2022 PH party-list race

Waiting for copy of Comelec orders, rejected PL groups run out of time to plead to SC

Dwight de Leon
Waiting for copy of Comelec orders, rejected PL groups run out of time to plead to SC

Members of party-list group Nurses United stage a protest outside the Comelec headquarters in Intramuros, Manila, on December 6, 2021, after the poll body denied their petition to participate in the May 2022 elections.

Rappler

Some party-list groups are worried over the delayed release of the Comelec's denial order against their registration. They say they need that document to make an appeal to the Supreme Court.

MANILA, Philippines – Frustration mounts among some party-list groups whose applications for registration were rejected by the Commission on Elections (Comelec) but are still hoping to make it to the 2022 ballot through a last-ditch appeal to the Supreme Court (SC).

The root of frustration: The poll body’s delayed release of Comelec denial orders on their motions for reconsideration.

Some groups that Rappler talked to on Thursday, December 9, insisted they need a certified true copy of their individual Comelec resolutions in order to make a strong appeal to the High Court.

The SC has the power to grant these rejected party-list groups a status quo ante order, which would basically prevent the Comelec from keeping them out of the December 14 raffle that would determine the placement of party-list groups on the official 2022 ballots.

“How can we file a request with the [SC] if the Comelec has not given us a copy of their order? We run the risk of being rejected due to technicality,” said Mar Valbuena, first nominee of transport group Manibela.

“Maybe they should have given us a copy of the order first before they released the list of registered party-list groups. Because what they did to us was unfair,” Valbuena added in Filipino.

Nurses United, which held protest action outside the Comelec office on Monday, December 6, said they cannot request a status quo ante order from the SC as they have not received a copy of the Comelec en banc’s order on their motion for reconsideration filed on October 9.

Its first nominee Maristela Abenojar said her group has even followed up with the Comelec multiple times since Monday.

“Para nga kaming tumutulay sa alambre e (It’s like walking on a tightrope),” she told Rappler.

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Members of party-list group Nurses United stage a protest outside the Comelec headquarters in Intramuros, Manila, on December 6, 2021, after the poll body denied their petition to participate in the May 2022 elections.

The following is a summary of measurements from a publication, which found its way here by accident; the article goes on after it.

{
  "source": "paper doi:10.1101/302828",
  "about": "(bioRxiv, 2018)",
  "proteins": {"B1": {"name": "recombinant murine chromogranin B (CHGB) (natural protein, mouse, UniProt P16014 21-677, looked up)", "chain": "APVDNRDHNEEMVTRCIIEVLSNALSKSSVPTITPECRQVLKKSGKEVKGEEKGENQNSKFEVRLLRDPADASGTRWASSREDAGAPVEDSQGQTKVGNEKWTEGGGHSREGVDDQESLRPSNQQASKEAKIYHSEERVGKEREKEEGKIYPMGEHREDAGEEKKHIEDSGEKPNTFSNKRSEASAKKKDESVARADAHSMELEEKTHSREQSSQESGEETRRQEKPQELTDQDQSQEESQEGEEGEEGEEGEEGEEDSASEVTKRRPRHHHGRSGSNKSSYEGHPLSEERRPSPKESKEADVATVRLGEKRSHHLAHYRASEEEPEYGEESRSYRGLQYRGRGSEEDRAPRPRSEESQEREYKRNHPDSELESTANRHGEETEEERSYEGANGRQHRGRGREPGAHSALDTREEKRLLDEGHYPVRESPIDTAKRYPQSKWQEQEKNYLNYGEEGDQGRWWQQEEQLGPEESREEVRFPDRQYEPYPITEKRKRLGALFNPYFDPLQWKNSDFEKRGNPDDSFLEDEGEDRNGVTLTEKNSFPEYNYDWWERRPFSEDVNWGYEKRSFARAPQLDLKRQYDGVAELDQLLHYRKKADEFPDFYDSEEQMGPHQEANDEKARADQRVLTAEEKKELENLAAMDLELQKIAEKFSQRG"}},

Other rejected party-list groups such as MedCann and LGBTQ Plus have also not ruled out the possibility of seeking temporary relief from the High Court, but like Manibela and Nurses United, they are still waiting for their individual Comelec rulings to be sent to them.

MedCann is a group seeking to represent patients who are pushing for the safe access of cannabis medicine in the Philippines. LGBTQ Plus is perhaps among the few groups, if not the only, seeking to represent the marginalized sector in the party-list system for the 2022 polls.

What’s with the delay?

Comelec spokesman James Jimenez said the poll body is still working on sending copies of the resolutions to rejected party-list groups.

“The waiting time is due to the volume of work being completed – there are numerous denials being prepared for release,” he explained.

“We’ve postponed the raffle so they have more time,” Jimenez added, referring to the Comelec’s decision to reschedule the raffle from December 10 to December 14.

But even if copies of the rulings are released to the groups on Friday, December 10, it still gives them little time to ask for the Supreme Court’s intervention.

Based on Comelec Resolution No. 10735, released only on Saturday, December 4, there were 107 party-list groups whose motions for reconsideration were denied by the en banc.

The Supreme Court has no timeframe when acting on a request for a status quo ante order from the day of filing.

Some requests take just a day to be processed, others could take months. – Rappler.com

Dwight de Leon

Dwight de Leon is a multimedia reporter who covers local government units and the Commission on Elections for Rappler.